We know with the budget problems this country is facing that we need to make some sensible reforms. The president has proposed $200,000 limit on income for both part-time and full-time farmers. The House-passed version has suggested $1 million limit on income for full-time farmers and a $500,000 limit for part-time farmers. So it's more generous of the administration, but it's still a big change from what the current law is.
Our senate bill that came out of committee unfortunately still allows for unlimited income for full-time farmers, and then basically for part-time farmers ends up after a number of years at $750,000. What our amendment does, the Klobuchar-Durbin-Brown amendment-- we have a number of people on the other side of the aisle who are going to be supporting this as well, as well as the department of agriculture -- it simply says that for full-time farmers if you make in profit, your income, $750,000, at that point you're not going to get any more government farm payments. Now if you've got a bad year and disaster strikes and you go below that amount, you will be eligible for those payments.
For part-time farmers, so many investors, the people that are making less than 66% of their income from farming, then if you make $250,000, then at that point you're no longer eligible for these payments. Now, I don't think this is something outrageous. I think this is good policy. When I think about the kind of farmers in my state, the average income of a farmer is $54,000, Mr. President. And that's why as we look at this farm bill and what we want to do for the new and beginning farmers, we want to get more farmers involved in agriculture, what we want to do for nutrition, conservation and most important to me, moving to this next generation of cellulosic ethanol. We have to acknowledge that at some point multimillionaires that live in urban areas should not be getting these farm payments. So I'm going to reserve the rest of my time, Mr. President, for tomorrow because my colleagues want to address this.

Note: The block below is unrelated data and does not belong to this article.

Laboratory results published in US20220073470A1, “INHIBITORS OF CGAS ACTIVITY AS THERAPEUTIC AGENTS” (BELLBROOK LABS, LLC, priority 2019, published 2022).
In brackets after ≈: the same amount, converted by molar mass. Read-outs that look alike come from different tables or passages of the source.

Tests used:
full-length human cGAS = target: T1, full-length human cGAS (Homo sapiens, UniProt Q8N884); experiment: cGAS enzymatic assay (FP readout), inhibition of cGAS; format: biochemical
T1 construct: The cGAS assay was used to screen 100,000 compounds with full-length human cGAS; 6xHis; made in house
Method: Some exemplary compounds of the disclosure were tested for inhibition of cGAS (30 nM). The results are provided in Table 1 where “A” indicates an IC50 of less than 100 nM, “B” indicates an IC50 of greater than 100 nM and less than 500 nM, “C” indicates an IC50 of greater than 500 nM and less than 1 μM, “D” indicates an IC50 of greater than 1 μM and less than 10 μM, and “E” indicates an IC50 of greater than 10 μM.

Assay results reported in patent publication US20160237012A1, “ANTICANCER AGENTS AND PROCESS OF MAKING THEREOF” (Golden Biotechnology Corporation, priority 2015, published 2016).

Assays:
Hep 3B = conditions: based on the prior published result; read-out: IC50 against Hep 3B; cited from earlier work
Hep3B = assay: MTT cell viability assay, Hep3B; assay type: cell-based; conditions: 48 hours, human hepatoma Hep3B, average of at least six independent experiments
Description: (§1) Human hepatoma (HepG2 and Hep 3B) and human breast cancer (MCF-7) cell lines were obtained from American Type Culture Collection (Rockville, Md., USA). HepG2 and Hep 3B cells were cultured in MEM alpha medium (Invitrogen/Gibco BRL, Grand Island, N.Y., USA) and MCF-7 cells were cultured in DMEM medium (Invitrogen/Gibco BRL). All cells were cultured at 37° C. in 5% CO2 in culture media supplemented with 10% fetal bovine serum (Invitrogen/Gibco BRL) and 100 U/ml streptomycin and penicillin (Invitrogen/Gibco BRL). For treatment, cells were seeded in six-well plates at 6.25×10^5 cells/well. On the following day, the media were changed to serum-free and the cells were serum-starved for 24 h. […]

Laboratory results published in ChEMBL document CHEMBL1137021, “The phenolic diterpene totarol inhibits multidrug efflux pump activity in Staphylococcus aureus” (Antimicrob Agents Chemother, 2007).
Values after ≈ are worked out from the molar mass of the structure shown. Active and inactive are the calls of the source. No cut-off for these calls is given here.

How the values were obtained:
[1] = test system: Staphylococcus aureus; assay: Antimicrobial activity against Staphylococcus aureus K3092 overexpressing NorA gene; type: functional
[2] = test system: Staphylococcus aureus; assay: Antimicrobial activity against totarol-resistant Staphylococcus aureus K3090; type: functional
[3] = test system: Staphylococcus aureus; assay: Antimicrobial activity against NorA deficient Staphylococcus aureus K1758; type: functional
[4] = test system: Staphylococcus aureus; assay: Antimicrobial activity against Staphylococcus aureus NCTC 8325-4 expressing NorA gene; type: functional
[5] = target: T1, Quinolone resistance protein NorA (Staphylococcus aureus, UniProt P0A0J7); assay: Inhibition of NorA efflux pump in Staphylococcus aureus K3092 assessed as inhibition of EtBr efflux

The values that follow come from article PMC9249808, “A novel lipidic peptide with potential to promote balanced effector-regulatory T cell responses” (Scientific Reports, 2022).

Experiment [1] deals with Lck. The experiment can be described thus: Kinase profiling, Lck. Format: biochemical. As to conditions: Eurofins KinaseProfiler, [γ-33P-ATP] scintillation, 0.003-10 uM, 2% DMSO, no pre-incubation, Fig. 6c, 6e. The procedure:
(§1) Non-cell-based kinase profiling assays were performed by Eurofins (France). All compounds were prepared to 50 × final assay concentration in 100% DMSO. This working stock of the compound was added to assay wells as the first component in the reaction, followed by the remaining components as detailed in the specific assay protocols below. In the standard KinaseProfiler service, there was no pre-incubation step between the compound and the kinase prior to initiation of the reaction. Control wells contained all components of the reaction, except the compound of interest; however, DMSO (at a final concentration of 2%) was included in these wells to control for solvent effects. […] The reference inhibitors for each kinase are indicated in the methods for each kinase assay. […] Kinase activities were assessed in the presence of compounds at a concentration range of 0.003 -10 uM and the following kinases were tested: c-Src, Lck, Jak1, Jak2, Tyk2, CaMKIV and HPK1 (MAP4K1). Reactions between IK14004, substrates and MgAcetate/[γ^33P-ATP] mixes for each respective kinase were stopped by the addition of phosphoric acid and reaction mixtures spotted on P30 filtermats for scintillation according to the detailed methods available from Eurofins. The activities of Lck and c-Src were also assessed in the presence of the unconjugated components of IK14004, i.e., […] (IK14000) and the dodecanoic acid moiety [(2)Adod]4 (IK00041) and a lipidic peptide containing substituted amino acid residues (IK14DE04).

I think we'll have a good debate. But I wanted to put it in people's minds tonight so they can go back and talk to their staffs, how important it is and how sensible it is to put some reasonable income limits on this farm bill. And right now our senate bill has no income limits for full-time farmers and goes all the way up to $750,000 for part-time farmers.
I believe we can do better and still strongly support the family farmers in this country. I support them. My state is sixth in the country for agriculture, number-one turkey producer in the country. We've got a lot of corn. We've got some great people who are revitalizing our state because of the hard work that they did and the 2002 farm bill helped them. We want to keep the strong reforms in place, add the disaster relief, add the conservation focus. But we also want to have some reasonable reforms so the money goes where it should go. And that is our hard-working farmers. Thank you, Mr. President. I yield the floor.